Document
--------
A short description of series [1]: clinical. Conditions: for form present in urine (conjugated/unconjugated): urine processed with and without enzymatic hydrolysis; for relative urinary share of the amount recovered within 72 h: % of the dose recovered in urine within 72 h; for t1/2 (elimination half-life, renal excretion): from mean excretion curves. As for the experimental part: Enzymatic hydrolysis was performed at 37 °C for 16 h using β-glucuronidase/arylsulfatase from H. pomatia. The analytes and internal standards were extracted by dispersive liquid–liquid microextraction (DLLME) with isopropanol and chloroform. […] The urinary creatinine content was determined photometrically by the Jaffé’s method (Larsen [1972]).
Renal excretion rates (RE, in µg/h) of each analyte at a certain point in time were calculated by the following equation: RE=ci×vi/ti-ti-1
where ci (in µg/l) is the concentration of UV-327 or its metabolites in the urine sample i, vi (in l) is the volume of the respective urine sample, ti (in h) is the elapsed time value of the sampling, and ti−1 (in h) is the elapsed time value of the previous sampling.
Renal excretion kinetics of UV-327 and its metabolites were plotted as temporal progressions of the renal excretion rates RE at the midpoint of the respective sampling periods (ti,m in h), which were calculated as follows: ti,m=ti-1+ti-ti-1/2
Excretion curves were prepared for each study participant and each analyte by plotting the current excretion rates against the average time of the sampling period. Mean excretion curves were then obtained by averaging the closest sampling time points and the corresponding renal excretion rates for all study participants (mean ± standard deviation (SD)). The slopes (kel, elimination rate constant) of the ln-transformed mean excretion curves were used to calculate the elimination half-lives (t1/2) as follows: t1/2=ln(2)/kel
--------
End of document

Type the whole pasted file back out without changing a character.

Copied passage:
A short description of series [1]: clinical. Conditions: for form present in urine (conjugated/unconjugated): urine processed with and without enzymatic hydrolysis; for relative urinary share of the amount recovered within 72 h: % of the dose recovered in urine within 72 h; for t1/2 (elimination half-life, renal excretion): from mean excretion curves. As for the experimental part: Enzymatic hydrolysis was performed at 37 °C for 16 h using β-glucuronidase/arylsulfatase from H. pomatia. The analytes and internal standards were extracted by dispersive liquid–liquid microextraction (DLLME) with isopropanol and chloroform. […] The urinary creatinine content was determined photometrically by the Jaffé’s method (Larsen [1972]).
Renal excretion rates (RE, in µg/h) of each analyte at a certain point in time were calculated by the following equation: RE=ci×vi/ti-ti-1
where ci (in µg/l) is the concentration of UV-327 or its metabolites in the urine sample i, vi (in l) is the volume of the respective urine sample, ti (in h) is the elapsed time value of the sampling, and ti−1 (in h) is the elapsed time value of the previous sampling.
Renal excretion kinetics of UV-327 and its metabolites were plotted as temporal progressions of the renal excretion rates RE at the midpoint of the respective sampling periods (ti,m in h), which were calculated as follows: ti,m=ti-1+ti-ti-1/2
Excretion curves were prepared for each study participant and each analyte by plotting the current excretion rates against the average time of the sampling period. Mean excretion curves were then obtained by averaging the closest sampling time points and the corresponding renal excretion rates for all study participants (mean ± standard deviation (SD)). The slopes (kel, elimination rate constant) of the ln-transformed mean excretion curves were used to calculate the elimination half-lives (t1/2) as follows: t1/2=ln(2)/kel